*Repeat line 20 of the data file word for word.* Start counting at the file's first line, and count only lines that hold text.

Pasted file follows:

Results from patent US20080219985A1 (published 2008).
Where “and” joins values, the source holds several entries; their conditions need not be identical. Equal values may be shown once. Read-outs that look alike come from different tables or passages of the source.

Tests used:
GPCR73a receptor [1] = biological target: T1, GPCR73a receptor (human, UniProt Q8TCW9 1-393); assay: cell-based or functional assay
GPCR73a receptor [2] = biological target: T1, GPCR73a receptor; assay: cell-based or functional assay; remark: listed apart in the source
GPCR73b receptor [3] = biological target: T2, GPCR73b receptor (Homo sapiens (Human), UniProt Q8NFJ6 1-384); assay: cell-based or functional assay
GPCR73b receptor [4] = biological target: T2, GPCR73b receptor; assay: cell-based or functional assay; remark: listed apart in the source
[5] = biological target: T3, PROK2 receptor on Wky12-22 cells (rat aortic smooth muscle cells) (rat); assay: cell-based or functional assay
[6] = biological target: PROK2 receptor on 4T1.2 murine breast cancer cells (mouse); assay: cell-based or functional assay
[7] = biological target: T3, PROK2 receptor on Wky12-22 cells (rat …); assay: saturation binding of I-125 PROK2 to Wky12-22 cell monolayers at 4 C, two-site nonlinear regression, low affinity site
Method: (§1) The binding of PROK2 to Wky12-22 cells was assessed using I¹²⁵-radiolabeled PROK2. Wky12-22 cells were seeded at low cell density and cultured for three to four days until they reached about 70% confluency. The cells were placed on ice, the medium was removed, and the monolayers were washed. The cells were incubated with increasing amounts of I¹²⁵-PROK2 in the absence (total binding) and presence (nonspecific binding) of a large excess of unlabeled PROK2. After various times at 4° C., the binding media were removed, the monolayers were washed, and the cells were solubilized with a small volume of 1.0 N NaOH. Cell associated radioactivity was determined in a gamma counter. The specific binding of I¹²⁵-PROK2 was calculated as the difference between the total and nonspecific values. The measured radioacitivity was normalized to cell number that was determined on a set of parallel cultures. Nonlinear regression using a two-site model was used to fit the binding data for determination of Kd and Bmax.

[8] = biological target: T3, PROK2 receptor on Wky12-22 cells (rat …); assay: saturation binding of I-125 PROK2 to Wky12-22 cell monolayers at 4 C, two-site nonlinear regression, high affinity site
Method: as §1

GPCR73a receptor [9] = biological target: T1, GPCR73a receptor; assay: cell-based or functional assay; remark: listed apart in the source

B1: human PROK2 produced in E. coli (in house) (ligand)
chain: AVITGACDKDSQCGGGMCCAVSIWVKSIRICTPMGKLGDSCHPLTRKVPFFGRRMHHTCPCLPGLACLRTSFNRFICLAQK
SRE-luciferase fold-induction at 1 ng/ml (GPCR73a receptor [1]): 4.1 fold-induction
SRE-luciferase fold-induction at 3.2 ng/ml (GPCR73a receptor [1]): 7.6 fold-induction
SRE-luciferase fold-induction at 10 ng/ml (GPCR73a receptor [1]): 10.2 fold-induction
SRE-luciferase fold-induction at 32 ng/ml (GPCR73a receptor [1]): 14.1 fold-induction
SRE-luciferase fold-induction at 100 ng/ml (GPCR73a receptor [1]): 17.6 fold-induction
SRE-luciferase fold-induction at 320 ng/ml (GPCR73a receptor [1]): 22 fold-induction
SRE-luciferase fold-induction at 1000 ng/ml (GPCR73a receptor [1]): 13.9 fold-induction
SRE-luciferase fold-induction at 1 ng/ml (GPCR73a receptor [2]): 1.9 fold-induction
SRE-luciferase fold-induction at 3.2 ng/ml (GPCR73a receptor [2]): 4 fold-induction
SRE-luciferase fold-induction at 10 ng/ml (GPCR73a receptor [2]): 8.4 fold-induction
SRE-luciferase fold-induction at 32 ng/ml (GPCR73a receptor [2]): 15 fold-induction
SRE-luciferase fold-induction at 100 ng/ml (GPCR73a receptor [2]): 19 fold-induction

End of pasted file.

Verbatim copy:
SRE-luciferase fold-induction at 32 ng/ml (GPCR73a receptor [1]): 14.1 fold-induction